kind load docker-image openfaas/gateway:0.16.0
docker pull nats-streaming:0.11.2
kind load docker-image nats-streaming:0.11.2
docker pull prom/prometheus:v2.7.1
kind load docker-image prom/prometheus:v2.7.1
docker pull openfaas/queue-worker:0.7.2
kind load docker-image openfaas/queue-worker:0.7.2
docker pull openfaas/faas-netes:0.8.4
kind load docker-image openfaas/faas-netes:0.8.4

Now with the images loaded we can deploy OpenFaas using its helm chart

sleep 20 # waiting for tiller pod to be ready if command below complains about tiller pod not being ready, wait another 10 seconds
helm upgrade openfaas --install openfaas/openfaas --namespace openfaas --set functionNamespace=openfaas-fn --set basic_auth=true --set faasnetes.imagePullPolicy=IfNotPresent --set openfaasImagePullPolicy=IfNotPresent

Verify OpenFaas is correctly installed by doing the following

kwojcicki@kwojcicki-VirtualBox:~/workspace/workshop$ kubectl get po -o wide -A
NAMESPACE     NAME                                         READY   STATUS    RESTARTS   AGE   IP            NODE                 NOMINATED NODE   READINESS GATES
kube-system   coredns-5c98db65d4-j6wx5                     1/1     Running   1          17h    kind-control-plane   <none>           <none>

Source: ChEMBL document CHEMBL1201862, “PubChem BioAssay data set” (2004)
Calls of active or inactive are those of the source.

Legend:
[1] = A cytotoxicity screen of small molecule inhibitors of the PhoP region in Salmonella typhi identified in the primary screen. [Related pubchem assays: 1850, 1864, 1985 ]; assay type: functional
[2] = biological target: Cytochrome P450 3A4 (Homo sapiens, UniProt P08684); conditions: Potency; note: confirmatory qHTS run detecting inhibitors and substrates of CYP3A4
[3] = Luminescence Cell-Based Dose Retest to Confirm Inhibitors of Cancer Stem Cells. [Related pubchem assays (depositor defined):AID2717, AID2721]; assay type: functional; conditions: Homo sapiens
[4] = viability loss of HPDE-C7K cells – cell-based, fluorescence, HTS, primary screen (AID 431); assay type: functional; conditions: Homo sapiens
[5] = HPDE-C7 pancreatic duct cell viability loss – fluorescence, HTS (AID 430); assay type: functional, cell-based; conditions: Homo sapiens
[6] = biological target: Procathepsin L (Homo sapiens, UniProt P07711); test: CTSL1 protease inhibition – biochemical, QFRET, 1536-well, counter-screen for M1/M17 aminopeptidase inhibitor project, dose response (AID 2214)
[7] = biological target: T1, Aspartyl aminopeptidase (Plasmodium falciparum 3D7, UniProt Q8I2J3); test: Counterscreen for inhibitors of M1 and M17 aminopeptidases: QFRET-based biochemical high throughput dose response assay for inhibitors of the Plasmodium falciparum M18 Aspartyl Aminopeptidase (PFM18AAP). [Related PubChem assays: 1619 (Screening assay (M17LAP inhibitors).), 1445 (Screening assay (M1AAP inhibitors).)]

kube-system   coredns-5c98db65d4-k8kgg                     1/1     Running   1          17h    kind-control-plane   <none>           <none>
kube-system   etcd-kind-control-plane                      1/1     Running   1          17h    kind-control-plane   <none>           <none>
kube-system   kindnet-kw8rn                                1/1     Running   1          17h    kind-control-plane   <none>           <none>
kube-system   kube-apiserver-kind-control-plane            1/1     Running   1          17h    kind-control-plane   <none>           <none>
kube-system   kube-controller-manager-kind-control-plane   1/1     Running   1          17h    kind-control-plane   <none>           <none>
kube-system   kube-proxy-gtstw                             1/1     Running   1          17h    kind-control-plane   <none>           <none>
kube-system   kube-scheduler-kind-control-plane            1/1     Running   1          17h    kind-control-plane   <none>           <none>
kube-system   tiller-deploy-8557598fbc-zw72x               1/1     Running   1          17h    kind-control-plane   <none>           <none>
openfaas      alertmanager-5bc6668bcb-4kvvz                1/1     Running   1          17h    kind-control-plane   <none>           <none>
openfaas      basic-auth-plugin-688c68887f-wmwnb           1/1     Running   1          17h    kind-control-plane   <none>           <none>